And so it came to pass that Lyndaloo911RescueServicesUK (which also has a division called Aunty911Rescue) was called upon for a very important mission in Nicaragua. I was handed what appears to be the only 7-10 children in the afternoon second grade intake who could read and write. Yikes! It was going really well: lots of word and sentence dictation and then I struck gold with crosswords and word searches. Little Valeria, 7, was a diamond. A bright little girl who’d sneak up to me and whisper if I made mistakes. Bless. When the medics arrived to give the ‘surprise’ school jabs, Valeria gave new meaning to the concept of ‘drama queen’. I’m not sure my ears ever recovered from the wailing. The children seemed to be enjoying themselves a bit too much as the teacher took them away from me and handed me a group of about 15 children aged between 6 and 11 who couldn’t read. If the truth be known there are many more who can’t read but that’s another matter.
Profesora Lynda’s new mission:
It was back to square one trying to work out what to do with them but worse still since they were all at different levels. Some knew bits of the alphabet but they have different pronunciations or have a very confusing approach to the alphabet for instance they pronounce the b and v exactly the same! I don’t like to meddle in cultural affairs but in order for them to be able to take dictation I tried to get them to differentiate between the b and the v. Some got it but for others it was very much one step forward and several hundred steps backwards. After a lot of thought and many hours of hard work in my spare time I came up with worksheets for the children, drawing my own pictures that they could colour in, dot-to-dot puzzles with the alphabet, word searches etc. I had silence and they were so deep in concentration I could barely get their attention. The best bit: they were learning and didn’t even know it!
On Mondays, the children generally don’t know much and can’t remember much – not even the alphabet. It’s as if their brains have been replaced with some other substance. When they arrive home they put their school books to one side and if they’re lucky they play, if not they’re set to work. Sometimes you see the children in the Calzada (the main street in Granada which is full of pubs and restaurants) selling cigarettes, sweets etc.
And then there was one
As I’ve mentioned before numbers dwindle as fewer children turn up for school. The teacher removed some children from my group which was a shame as weeks later I discovered they’d fallen way behind the children I’d been teaching. My core group became eight relatively loyal students. One in particular, Alejandro, 9, took my lecture on attendance very seriously and missed only two of the 35 classes I taught. I bought him a Toy Story a rucksack as a reward. The great thing is he’s proof that if children attends school and does their homework they do make progress. He’s reading and writing. Sadly, he’s not ready for third grade just yet but he’s made a remarkable progress since April. He was really shaken to discover that I wouldn’t be teaching third grade students next year. On el Día de los Maestros (day of teachers) a few weeks ago Alejandro and his brothers gave me a lollipop and biscuit as a thank you. I was extremely touched.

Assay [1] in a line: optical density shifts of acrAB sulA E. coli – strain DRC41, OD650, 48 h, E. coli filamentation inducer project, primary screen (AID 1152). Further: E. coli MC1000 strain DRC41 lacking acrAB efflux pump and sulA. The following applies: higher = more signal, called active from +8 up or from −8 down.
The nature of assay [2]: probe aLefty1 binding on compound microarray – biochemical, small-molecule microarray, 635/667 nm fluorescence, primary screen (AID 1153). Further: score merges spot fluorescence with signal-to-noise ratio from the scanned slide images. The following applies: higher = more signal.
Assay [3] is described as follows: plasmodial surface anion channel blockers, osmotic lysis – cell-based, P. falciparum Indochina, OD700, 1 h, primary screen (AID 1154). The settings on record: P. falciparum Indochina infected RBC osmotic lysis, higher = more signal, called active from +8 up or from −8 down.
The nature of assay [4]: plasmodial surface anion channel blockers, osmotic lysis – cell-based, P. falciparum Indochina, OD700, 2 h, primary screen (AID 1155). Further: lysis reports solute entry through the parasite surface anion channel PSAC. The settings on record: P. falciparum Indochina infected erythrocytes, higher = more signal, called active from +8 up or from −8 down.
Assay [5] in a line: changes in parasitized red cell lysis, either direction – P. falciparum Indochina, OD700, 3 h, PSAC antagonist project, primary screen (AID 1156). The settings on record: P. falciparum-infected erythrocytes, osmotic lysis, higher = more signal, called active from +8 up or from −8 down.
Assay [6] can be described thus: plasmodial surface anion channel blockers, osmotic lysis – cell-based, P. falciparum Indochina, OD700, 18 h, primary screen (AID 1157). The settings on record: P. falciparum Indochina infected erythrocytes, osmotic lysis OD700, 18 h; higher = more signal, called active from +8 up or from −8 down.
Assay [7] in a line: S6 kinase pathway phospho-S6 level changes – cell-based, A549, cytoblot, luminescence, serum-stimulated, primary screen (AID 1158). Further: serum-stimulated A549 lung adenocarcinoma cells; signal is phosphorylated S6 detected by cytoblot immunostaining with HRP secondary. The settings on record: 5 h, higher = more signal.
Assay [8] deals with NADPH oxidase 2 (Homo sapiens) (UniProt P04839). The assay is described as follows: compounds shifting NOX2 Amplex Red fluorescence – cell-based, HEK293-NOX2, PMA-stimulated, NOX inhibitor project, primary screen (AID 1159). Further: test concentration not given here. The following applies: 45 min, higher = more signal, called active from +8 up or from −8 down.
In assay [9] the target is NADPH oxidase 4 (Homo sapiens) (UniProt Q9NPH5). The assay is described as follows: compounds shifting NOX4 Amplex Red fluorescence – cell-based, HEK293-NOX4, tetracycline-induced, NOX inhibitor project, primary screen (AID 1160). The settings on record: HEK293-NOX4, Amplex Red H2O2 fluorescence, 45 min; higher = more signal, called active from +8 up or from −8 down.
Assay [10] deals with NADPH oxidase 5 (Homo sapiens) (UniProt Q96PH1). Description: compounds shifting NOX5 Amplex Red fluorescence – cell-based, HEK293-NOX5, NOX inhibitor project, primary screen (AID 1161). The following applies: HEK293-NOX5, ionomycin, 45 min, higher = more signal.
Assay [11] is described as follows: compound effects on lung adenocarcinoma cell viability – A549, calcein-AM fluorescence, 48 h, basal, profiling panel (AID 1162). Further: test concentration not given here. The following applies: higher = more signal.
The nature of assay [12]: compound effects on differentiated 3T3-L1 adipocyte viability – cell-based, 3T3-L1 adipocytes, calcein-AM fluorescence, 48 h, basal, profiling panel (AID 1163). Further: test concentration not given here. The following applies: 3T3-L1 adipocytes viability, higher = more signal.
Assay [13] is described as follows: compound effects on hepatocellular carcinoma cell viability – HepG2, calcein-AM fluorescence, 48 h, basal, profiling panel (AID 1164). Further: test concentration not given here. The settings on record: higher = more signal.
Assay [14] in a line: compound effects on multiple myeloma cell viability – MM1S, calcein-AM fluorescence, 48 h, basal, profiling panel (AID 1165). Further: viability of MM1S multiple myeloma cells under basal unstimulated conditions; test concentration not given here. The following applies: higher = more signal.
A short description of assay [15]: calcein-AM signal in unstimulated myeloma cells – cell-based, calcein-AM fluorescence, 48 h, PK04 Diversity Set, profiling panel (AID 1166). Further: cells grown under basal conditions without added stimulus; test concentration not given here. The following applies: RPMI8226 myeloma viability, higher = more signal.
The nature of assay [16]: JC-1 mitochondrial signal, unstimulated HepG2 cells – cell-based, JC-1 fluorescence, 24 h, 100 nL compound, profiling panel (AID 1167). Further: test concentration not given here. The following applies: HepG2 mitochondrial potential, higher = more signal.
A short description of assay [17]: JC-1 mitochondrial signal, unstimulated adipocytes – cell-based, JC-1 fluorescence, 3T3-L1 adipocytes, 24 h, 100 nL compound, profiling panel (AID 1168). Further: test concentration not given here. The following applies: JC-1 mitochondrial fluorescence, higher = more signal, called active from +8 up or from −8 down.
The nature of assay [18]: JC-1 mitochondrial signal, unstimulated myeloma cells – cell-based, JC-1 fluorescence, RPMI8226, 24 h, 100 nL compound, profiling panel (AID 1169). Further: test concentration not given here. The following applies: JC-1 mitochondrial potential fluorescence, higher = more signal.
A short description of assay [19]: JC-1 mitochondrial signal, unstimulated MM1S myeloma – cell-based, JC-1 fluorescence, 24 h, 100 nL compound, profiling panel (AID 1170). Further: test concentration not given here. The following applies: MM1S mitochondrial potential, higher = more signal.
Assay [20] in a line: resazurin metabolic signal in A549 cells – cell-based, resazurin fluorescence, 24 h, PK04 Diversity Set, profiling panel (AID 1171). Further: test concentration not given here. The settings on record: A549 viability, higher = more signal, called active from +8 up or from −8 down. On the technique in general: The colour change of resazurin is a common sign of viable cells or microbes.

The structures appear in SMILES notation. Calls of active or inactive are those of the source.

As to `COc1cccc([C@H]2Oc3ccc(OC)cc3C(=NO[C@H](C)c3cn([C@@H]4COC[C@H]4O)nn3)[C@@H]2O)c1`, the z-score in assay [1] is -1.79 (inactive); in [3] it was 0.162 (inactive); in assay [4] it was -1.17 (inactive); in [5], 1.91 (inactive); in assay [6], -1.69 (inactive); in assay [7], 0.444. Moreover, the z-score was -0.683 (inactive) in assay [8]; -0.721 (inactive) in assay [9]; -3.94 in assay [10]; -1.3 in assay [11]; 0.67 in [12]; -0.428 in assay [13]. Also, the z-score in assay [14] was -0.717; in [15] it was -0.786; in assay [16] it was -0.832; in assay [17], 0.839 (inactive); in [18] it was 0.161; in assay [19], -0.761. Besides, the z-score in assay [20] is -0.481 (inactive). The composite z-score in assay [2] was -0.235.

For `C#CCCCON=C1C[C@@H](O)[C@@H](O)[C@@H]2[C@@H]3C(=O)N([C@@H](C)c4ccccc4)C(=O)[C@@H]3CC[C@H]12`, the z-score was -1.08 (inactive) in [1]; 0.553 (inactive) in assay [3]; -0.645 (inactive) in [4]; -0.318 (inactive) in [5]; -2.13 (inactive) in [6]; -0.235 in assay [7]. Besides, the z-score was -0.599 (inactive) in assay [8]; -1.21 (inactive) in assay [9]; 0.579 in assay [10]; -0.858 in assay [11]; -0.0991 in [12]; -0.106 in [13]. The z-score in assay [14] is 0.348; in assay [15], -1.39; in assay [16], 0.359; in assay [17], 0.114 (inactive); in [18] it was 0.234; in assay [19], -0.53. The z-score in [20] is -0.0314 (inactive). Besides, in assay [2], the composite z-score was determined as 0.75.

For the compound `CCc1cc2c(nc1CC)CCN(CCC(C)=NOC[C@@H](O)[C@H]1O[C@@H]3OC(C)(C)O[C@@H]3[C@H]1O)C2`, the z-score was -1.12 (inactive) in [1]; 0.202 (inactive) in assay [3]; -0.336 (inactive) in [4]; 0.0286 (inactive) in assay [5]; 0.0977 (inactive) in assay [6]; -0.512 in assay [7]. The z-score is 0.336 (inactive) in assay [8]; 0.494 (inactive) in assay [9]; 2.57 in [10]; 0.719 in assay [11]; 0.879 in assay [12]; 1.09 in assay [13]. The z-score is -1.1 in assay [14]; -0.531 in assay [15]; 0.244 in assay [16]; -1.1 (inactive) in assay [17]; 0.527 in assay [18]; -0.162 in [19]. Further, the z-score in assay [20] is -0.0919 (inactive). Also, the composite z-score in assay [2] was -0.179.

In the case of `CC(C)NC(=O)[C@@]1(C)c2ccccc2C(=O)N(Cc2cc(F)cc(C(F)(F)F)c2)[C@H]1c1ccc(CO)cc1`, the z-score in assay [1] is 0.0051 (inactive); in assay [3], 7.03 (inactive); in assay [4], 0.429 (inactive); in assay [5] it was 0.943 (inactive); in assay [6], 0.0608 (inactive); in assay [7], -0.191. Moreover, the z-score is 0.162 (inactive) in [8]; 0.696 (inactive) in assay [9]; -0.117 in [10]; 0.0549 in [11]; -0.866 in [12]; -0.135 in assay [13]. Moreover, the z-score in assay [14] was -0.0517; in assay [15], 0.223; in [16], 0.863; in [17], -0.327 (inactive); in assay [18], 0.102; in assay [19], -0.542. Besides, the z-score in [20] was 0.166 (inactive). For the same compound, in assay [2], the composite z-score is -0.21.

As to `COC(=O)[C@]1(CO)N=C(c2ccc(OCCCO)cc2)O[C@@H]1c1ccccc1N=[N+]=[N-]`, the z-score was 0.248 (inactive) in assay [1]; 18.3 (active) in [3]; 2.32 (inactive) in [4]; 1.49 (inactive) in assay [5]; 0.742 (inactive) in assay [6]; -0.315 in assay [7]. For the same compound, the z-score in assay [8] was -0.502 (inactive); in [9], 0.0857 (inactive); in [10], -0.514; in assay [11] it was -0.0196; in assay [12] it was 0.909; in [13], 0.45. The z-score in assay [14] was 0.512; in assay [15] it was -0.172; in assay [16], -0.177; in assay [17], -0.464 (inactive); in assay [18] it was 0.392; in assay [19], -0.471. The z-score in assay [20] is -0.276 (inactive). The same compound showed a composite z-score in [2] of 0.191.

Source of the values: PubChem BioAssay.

Happy, smiley people
Tuesday 17th July was the Day of Alegria. That’s the day of happiness and joy. Actually, the children don’t need an official day to be happy because they just are. Happy, smiley beings. Where I’m living Little Miss N sings and dances every day. I even caught her giving the puppy dance lessons! I think I’m a bit fierce as a teacher but none-the-less the children love me. I get smiles all round. In fact, one day, it looked like the second grade afternoon teacher wasn’t going to show up so the sub-directora told me that she’d be sending all the children home but my students could stay if I had anything for them to do. The hell I did. We were working on one of our special projects. Anyway, when the children learned they’d be staying they cheered!
“I believe the children are the future,
teach them well and let them lead the way,
show them all the beauty they possess inside,
give them a sense of pride to make it easier,
let the children’s laughter remind us how we used to be…”
(Michael Masser & Linda Creed, 1977)
… I find myself thinking about the children all the time.
To be continued…